Think carefully before issuing rent reviews
Published September 12th, 2017
With Michaelmas Day (September 29) fast approaching, the traditional start date for many agricultural tenancies under the Agricultural Holdings Act (AHA) 1986, landlords are being urged to think carefully before seeking a rent review.
“Landlords may be considering serving notice under section 12 of the AHA 86 to allow the rent to be reviewed as at September 29, 2018, as a minimum 12 months’ notice is needed to review rent,” said Sarah Reece, a chartered surveyor at Berrys.
The 12 months’ notice, which is also needed for Farm Business Tenancies under the Agricultural Tenancies Act 1995, gives time to review the financial position and prepare for discussions with the other party.
However, serving a rent review notice can aggravate landlord/tenant relations, she warned.
“At the moment, many farm businesses are under pressure from volatile income. Milk price has increased on this time last year but the market is still subject to volatility and great variance between contracts.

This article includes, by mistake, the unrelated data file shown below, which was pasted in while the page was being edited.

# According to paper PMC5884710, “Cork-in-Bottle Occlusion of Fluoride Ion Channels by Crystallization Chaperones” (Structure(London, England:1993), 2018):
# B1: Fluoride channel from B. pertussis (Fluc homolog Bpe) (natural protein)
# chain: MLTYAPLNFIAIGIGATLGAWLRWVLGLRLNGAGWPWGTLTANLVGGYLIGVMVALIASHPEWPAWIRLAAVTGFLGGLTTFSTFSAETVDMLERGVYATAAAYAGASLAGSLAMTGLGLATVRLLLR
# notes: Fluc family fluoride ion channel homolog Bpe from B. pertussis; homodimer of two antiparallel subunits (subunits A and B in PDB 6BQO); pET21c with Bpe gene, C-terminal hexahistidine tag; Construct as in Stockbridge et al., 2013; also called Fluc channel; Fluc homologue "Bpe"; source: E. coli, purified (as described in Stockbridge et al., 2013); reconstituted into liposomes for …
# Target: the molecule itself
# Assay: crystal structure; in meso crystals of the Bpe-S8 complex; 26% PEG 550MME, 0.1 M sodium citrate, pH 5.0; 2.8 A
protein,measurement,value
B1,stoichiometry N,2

“Brexit is entirely uncertain and although the situation could be clearer in 12 months’ time it may be having a negative impact on incomes and returns.”
Under a rent review it is possible for rent to be increased, decreased or to remain the same and depending on which act the tenancy is under there will be a different process for reviewing the rent. Rentals under AHA 1986 tenancies depend on set factors such as related earning capacity of the farm and comparable lettings of similar farms in the area.
“On the plus side, what the rent review process can do is lead to discussions between landlord and tenant about the holding, the business and plans for the future,” said Sarah.
“Such discussions could be valuable for all parties, particularly where the landlord’s objectives may have changed or a tenant has factors such as succession or investment to consider.”
Farmers who received a rent notice in September 2016 should by now have either completed their negotiations or be nearing completion.
“If you cannot agree your rent amicably, or the landlord has not instigated the negotiation procedure, the notice will either expire and the rent remain unchanged or the landlord will have to proceed to arbitration, which can be a costly option,” she said.
“The key for tenants is not just to forget about the rent notice, you should take action straight away, informing your agent who can then act on your behalf and start gathering all the information necessary, such as accounts and bills etc to justify your case.
For more information contact Sarah Reece at Berrys on 01743 267068 email: firstname.lastname@example.org